Place A Classified Ad
Jackson Legal Page
Jackson Opinion Page
Jackson Obituary Page
Send A Letter
List Your Business
Jackson County Stats
Sex Offender Registry
1998 Building Permits
1999 Building Permits
1998 Property Transactions
1999 Property Transactions
Bear Creek Project
Go to Banks County
Go to Madison County
of Water Wise events in Jackson County
County Greenspace Steering Committee seeks input that would better
prepare the Committee for developing the Jackson County Greenspace
Plan. Please take a moment to answer four questions and return
them on the form provided here.
Jackson County opinion page
SEE THIS WEEK'S PIGSKIN PICKERS!
Lady Tigers Take Fourth In State
Finishing fourth in the state is quite an accomplishment, but
the Commerce Lady Tigers must be forgiven if they wonder "what
if" after their fourth place finish in the Class A state
Lady Dragons claim softball crown
The Lady Dragons of Jefferson High School overcame a series of
late-season setbacks last week to win the school's first state
slow-pitch softball title. In fact, the crown is the first for
Jefferson in any girls' sport.
Quiet bats deny Lady Panthers
The Jackson County slow-pitch softball team wrapped up its 2000
season last week in the state class AAA tournament in Columbus.
The Lady Panthers were eliminated from competition after losing
their first two games, 8-0 to Perry and 17-11 to Forsyth Central.
Controversial rezoning requests withdrawn
Two controversial rezoning requests were withdrawn this past
Madison County Board of Commissioners chairman Wesley Nash reported
at Monday's BOC meeting that a request by John and Robin Berry
for a conditional use permit on 41.88 acres of agricultural land
on Drake Woods Road was withdrawn.
Fortson indicted on five charges
A Winterville woman accused of murdering her ex-boyfriend and
encasing his body in cement was indicted on five charges last
A Madison County Grand Jury indicted Tracy Lea Fortson of Smithonia
Road in Winterville for malice murder, felony murder, two counts
of aggravated assault and attempted arson.
Judge rules 'Baldwin owns plant'
The "Water Plant War" between Baldwin and Demorest
is over with a judgment made in Baldwin's favor.
Three teens arrested in package store robbery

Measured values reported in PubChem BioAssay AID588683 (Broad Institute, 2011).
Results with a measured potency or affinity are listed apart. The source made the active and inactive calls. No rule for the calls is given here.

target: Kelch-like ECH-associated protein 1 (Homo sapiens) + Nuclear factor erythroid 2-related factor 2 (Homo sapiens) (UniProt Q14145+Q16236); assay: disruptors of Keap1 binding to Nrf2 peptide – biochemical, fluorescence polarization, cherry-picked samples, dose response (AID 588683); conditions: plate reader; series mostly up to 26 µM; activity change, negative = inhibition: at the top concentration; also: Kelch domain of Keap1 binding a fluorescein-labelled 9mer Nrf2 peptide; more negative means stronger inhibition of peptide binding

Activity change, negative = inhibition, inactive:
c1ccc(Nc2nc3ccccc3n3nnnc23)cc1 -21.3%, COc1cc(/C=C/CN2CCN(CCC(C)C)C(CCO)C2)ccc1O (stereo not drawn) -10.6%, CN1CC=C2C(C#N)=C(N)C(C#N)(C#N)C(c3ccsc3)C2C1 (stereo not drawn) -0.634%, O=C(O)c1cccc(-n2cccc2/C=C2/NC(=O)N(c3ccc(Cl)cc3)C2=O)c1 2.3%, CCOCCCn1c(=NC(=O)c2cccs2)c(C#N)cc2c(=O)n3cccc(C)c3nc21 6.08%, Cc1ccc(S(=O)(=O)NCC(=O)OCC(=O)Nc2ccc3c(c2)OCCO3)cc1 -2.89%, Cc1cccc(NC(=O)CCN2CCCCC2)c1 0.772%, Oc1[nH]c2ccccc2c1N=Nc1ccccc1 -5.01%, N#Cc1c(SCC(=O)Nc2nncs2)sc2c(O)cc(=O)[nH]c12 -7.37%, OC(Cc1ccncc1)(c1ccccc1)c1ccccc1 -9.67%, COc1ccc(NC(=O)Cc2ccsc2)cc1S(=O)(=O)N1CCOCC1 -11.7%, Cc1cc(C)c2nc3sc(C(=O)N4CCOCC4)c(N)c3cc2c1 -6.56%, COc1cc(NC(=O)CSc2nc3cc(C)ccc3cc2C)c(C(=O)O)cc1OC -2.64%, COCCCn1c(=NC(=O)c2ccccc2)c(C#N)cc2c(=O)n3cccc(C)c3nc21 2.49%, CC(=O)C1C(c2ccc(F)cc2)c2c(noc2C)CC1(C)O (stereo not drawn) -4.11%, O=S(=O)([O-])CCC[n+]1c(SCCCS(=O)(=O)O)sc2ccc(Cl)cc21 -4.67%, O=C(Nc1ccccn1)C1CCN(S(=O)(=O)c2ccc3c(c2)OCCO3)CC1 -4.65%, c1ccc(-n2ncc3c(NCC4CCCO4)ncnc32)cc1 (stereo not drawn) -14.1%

Three teenagers were arrested in connection with the County Line
Package Store armed robbery two weeks ago.
The Jackson Herald
Telephone: (706) 367-5233
Fax: (706) 367-8056
NEWS / ADVERTISING
® Copyright 2000
MainStreet Newspapers, Inc.
All rights reserved.
Terms / Privacy
Letterhead At Work
Timmy Barrow of North Carolina was in Commerce
Friday and Saturday to participate in a unique professional association.
He's a Letterhead, one of 50 to 60 who met to exchange knowledge
and learn new skills.
BOC to seek court
order for probate judge records
Jackson County Board of Commissioners chairman Jerry Waddell
plans to call a special meeting this week to seek a court order
to force probate judge Margaret Deadwyler to release financial
records for her office.
But Deadwyler said the action is just an effort by Waddell to
have her defeated in the Nov. 7 elections.
Waddell said this week that Deadwyler had refused to release
some financial records to a county auditor Wednesday morning.
Although Deadwyler did release the latest financial report, Waddell
said she wouldn't release other documents.
"She gave us quarterly reports just typed out on a piece
of paper," Waddell said. "She wouldn't let us have
the bank statement to reconcile and we asked her for a receipt
book and she refused to do that. We just want to verify the numbers
is all that we want to do."
Deadwyler is allowed by state law to keep $7,500 each year from
vital record fees. All fees collected over $7,500 must go to
the county. Waddell said the county hasn't received any reports
about these funds since 1999.
"I have done nothing wrong and I ask the citizens of Jackson
County to ignore this deplorable and malicious attempt to prevent
my re-election," said Deadwyler.
full-time police force
The Braselton City Council met Monday in a called work session
to discuss the possibility of providing a full-time police force.
During the one-hour session, the council determined that the
estimated cost of the program would be between $200,000 and $300,000
annually, based on a department with three patrol cars, four
officers and a full time chief.